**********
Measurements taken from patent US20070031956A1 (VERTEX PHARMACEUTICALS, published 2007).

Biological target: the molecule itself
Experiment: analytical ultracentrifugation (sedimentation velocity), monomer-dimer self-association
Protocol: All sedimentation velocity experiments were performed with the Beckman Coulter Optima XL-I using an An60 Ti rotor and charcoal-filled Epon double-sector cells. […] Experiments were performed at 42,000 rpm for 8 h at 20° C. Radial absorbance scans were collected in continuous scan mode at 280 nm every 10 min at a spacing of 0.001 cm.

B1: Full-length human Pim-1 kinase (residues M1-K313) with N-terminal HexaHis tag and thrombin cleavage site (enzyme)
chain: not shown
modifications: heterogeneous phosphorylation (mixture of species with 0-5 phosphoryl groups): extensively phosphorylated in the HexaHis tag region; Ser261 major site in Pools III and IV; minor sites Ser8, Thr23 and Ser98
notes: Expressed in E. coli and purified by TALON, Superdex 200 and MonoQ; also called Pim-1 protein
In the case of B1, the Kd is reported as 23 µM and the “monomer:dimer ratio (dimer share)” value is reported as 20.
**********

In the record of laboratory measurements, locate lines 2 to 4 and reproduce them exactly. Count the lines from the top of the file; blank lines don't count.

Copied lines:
Biological target: the molecule itself
Experiment: analytical ultracentrifugation (sedimentation velocity), monomer-dimer self-association
Protocol: All sedimentation velocity experiments were performed with the Beckman Coulter Optima XL-I using an An60 Ti rotor and charcoal-filled Epon double-sector cells. […] Experiments were performed at 42,000 rpm for 8 h at 20° C. Radial absorbance scans were collected in continuous scan mode at 280 nm every 10 min at a spacing of 0.001 cm.